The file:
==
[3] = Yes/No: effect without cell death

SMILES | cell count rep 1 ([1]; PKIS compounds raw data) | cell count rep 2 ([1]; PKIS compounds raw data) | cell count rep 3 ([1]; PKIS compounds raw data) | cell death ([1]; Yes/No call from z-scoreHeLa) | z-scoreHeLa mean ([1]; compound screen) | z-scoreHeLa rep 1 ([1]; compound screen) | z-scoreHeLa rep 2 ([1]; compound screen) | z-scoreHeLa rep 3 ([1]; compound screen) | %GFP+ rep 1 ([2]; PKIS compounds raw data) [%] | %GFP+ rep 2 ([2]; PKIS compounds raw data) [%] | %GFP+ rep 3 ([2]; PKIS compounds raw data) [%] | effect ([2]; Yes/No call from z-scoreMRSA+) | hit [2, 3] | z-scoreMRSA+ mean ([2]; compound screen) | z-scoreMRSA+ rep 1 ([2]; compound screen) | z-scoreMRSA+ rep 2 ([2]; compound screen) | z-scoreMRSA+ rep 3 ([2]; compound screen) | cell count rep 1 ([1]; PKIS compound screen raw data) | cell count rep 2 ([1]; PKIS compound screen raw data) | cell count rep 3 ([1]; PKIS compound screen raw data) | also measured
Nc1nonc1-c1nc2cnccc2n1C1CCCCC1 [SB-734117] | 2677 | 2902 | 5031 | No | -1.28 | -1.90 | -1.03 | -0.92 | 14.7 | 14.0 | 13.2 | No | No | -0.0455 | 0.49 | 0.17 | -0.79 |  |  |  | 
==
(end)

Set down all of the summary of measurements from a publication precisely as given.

[3] = Yes/No: effect without cell death

SMILES | cell count rep 1 ([1]; PKIS compounds raw data) | cell count rep 2 ([1]; PKIS compounds raw data) | cell count rep 3 ([1]; PKIS compounds raw data) | cell death ([1]; Yes/No call from z-scoreHeLa) | z-scoreHeLa mean ([1]; compound screen) | z-scoreHeLa rep 1 ([1]; compound screen) | z-scoreHeLa rep 2 ([1]; compound screen) | z-scoreHeLa rep 3 ([1]; compound screen) | %GFP+ rep 1 ([2]; PKIS compounds raw data) [%] | %GFP+ rep 2 ([2]; PKIS compounds raw data) [%] | %GFP+ rep 3 ([2]; PKIS compounds raw data) [%] | effect ([2]; Yes/No call from z-scoreMRSA+) | hit [2, 3] | z-scoreMRSA+ mean ([2]; compound screen) | z-scoreMRSA+ rep 1 ([2]; compound screen) | z-scoreMRSA+ rep 2 ([2]; compound screen) | z-scoreMRSA+ rep 3 ([2]; compound screen) | cell count rep 1 ([1]; PKIS compound screen raw data) | cell count rep 2 ([1]; PKIS compound screen raw data) | cell count rep 3 ([1]; PKIS compound screen raw data) | also measured
Nc1nonc1-c1nc2cnccc2n1C1CCCCC1 [SB-734117] | 2677 | 2902 | 5031 | No | -1.28 | -1.90 | -1.03 | -0.92 | 14.7 | 14.0 | 13.2 | No | No | -0.0455 | 0.49 | 0.17 | -0.79 |  |  |  | 